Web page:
viernes, junio 03, 2005


the surreal life

being a bilingual teacher makes you a very patient person. at my wednesday training, none of our materials were ready. we were told to take an english set and we could swap them for spanish materials thursday afternoon. thursday, we were told things still weren't ready. today we were given more stuff in english and supposedly our materials will be delivered first thing monday... but just in case they aren't, we should be prepared to use the english materials and translate accordingly.

first of all, our pre-written lesson plans are jam-packed and don't allow much flex time period, and certainly not time to spend translating things in written form as well as orally. secondly, these kids are taking the test in spanish and should be instructed using only materials in the spanish language. my off-the-cuff translations are not the same as the wacky "academic" (often Castellano) versions that they will be seeing and don't give the kids the practice they need understanding the test's very specific mathematical language. we have sixteen days before these kids have their last shot at passing the TAKS; my district needs to get its shit together already.

yeah, bilingual teachers get paid more, but we often find ourselves doing double the work and short-changed in terms of funding, services available (my school has neither special education, reading recovery, nor speech therapy for bilingual students, despite the fact that they comprise at least 1/3 of the school population), and materials and resources. our kids are subjected to more testing than anyone else. i'm not being bitchy, this is just the reality of the situation and it's pretty sad that me and my co-worker/friend are not the least bit surprised by the oversight upon oversight when it comes to our two bilingual 5th grade classes.

besides, if i wanted to be bitchy, i'd complain about how my classroom had no furniture and how one of the teachers is an old-school yapper who is already driving me crazy after just one day of knowing her. one of those always-first-to-give-a-suggestion-or-complaint-or-often-both types who likes to hog supplies and materials for herself when it is painfully obvious that we all have to share.

anyhoo. last night a teacher friend and i went out for a drink. there is an alcoholic phenomenon in texas that we call the mexican martini. this beverage is basically a glorified margarita that comes in a shaker and with olives, just a bit more potent as long as you demand a good tequila. which i did, of course, which led to me getting drunk (of course). in the midst of a heated conversation at the bar, i ran off to the bathroom. when i came back, my friend was chatting it up with a random old dude who had been sitting next to us in silence for awhile. this fella was talking about dubai, where several of my relatives and family friends have lived, so i jumped into the conversation immediately. we ended up talking to the old guy until midnight when my friend insisted we leave in order to be up at 6:30 for summer school. he bought us drinks, told us about his international travels and life experiences, and supposedly wants to hire me on for some paintings. i'm not holding my breath, but the characters you meet in bars are so crazy sometimes!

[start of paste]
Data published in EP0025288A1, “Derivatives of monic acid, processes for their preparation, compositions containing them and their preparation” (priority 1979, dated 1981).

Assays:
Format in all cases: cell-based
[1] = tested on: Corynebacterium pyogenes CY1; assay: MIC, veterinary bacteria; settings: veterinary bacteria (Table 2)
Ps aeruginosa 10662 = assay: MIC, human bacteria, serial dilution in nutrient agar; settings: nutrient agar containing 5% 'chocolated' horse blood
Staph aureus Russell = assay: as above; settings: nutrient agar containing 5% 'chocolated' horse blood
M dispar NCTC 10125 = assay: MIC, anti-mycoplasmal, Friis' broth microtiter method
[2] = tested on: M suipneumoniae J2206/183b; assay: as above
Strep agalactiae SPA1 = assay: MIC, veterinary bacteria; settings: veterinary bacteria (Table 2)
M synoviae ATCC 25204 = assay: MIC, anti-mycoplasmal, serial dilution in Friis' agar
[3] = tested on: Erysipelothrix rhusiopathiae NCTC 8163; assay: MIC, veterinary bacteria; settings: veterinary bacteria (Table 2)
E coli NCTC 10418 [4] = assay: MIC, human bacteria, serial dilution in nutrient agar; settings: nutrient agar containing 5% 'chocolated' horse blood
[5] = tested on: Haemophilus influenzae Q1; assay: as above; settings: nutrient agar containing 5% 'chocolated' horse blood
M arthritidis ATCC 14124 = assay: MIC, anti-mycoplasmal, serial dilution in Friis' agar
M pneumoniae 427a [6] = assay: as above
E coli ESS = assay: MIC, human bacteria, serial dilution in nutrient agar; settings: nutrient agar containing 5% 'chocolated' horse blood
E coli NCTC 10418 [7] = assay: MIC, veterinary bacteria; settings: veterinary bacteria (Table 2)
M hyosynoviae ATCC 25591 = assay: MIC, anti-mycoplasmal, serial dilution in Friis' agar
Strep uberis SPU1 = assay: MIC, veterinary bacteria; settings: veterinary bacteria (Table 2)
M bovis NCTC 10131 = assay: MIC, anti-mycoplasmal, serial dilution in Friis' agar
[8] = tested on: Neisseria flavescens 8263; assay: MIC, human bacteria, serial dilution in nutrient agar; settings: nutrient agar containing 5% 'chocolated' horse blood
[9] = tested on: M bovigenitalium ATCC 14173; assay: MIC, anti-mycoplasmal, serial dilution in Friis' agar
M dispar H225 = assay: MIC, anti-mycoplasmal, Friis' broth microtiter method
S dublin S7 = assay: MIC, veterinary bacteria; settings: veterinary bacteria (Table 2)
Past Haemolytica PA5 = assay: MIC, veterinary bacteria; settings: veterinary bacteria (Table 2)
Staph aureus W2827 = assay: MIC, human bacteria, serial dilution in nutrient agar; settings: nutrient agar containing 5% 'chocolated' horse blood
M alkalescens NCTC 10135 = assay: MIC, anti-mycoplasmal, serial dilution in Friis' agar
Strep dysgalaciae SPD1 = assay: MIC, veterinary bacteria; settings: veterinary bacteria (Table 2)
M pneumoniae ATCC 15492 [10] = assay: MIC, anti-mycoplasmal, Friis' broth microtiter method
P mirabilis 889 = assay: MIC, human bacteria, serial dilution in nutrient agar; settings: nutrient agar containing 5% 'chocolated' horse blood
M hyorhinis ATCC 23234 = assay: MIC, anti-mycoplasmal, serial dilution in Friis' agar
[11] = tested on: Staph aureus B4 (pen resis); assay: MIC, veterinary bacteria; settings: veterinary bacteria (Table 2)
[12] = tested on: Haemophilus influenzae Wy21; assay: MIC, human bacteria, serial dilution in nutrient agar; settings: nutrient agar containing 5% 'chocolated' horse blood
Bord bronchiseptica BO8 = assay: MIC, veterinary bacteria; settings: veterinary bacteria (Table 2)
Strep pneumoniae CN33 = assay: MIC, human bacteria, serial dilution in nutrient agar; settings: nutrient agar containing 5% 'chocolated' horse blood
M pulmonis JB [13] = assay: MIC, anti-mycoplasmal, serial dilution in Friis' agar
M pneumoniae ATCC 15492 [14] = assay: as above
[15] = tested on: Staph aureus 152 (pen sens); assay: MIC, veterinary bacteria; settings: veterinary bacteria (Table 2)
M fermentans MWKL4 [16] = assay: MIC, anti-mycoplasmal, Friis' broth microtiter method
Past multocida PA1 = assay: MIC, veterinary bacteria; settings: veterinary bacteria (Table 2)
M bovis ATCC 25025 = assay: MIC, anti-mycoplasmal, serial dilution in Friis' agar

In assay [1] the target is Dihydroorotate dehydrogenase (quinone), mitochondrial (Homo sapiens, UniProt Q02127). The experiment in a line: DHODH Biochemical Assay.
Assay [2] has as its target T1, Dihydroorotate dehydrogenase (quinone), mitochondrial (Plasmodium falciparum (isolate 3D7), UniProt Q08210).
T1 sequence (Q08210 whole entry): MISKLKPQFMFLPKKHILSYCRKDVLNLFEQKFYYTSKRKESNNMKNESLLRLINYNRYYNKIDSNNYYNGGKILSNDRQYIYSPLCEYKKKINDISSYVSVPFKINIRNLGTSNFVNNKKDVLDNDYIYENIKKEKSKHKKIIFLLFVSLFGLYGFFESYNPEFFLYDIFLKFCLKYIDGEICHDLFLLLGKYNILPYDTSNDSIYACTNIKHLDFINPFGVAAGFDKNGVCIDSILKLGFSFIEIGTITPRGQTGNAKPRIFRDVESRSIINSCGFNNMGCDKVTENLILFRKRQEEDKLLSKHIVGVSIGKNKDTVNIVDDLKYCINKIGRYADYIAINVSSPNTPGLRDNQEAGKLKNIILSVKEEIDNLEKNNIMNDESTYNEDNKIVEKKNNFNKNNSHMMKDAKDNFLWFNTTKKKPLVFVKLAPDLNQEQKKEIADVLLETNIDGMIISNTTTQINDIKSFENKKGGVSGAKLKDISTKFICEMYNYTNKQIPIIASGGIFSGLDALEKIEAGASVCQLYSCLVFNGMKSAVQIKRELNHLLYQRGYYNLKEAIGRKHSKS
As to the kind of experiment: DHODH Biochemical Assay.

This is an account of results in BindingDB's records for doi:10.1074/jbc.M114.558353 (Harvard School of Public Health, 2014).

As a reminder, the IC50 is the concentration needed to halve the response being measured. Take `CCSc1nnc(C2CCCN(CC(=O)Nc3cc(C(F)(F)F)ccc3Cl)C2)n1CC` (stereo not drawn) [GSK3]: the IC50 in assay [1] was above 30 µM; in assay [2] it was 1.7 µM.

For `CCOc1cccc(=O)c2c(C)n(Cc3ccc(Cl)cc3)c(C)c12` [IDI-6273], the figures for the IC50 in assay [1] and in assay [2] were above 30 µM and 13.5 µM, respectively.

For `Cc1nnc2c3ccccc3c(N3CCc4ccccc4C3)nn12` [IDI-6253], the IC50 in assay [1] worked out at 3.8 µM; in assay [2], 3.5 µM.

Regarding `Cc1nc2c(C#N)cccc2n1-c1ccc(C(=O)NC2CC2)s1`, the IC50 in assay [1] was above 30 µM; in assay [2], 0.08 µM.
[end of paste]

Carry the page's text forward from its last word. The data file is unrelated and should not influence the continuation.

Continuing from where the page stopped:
today at my professional dev. we got lectured again about LEP kids (your kids) being the lowest on taks and that we teachers need to really pay attention to this. i would love to copy off your blog entry and hand this to them. i don't think it's a coincidence that the test scores are flailing. and, news flash, it's gonna take more than "scolding" teachers who need to "pay more attention" to these kids.
i think it's really telling that my kids are still termed LEP: Limited English Proficient in all paperwork on a national level. from a linguistic standpoint, it's a very english-centric term that inherently suggests that these kids are walking into classrooms with a handicap because they speak another language and/or lack full proficiency in english (but may speak 3 or 4 other languages). but i guess that's the nature of american society to think that if you don't speak english, you can't possibly be all that intelligent. the term that more progressive individuals and organizations are trying to spread is ELL: English language-learner. pass it along!
I just discovered you're linked to me. With summer, I've got so much more blog-time.

I really want to get certified to do ESOL; but I grieve that I don't speak much Spanish at all. As I continue in education, both adult and secondary, I have noticed that even "native" speakers don't have a secure grasp of English. They don't have the "intuition" that everyone assumes. If anything, adult ESL students know more about grammar than I do. America is so arrogant about itself; thinking that people who don't know English are "limited," when most Americans only speak one language.
Wow, I love the comment above mine. I need to check out her blog! I totally agree about adult ESL (that's what I teach, and I LOVE it). My advanced level students are always asking me about things they hear native speakers say, and I'm constantly correcting them because the natives are wrong. This is why I always remind them that Americans are inevitably lazy, and it shows in our language skills (among other things).
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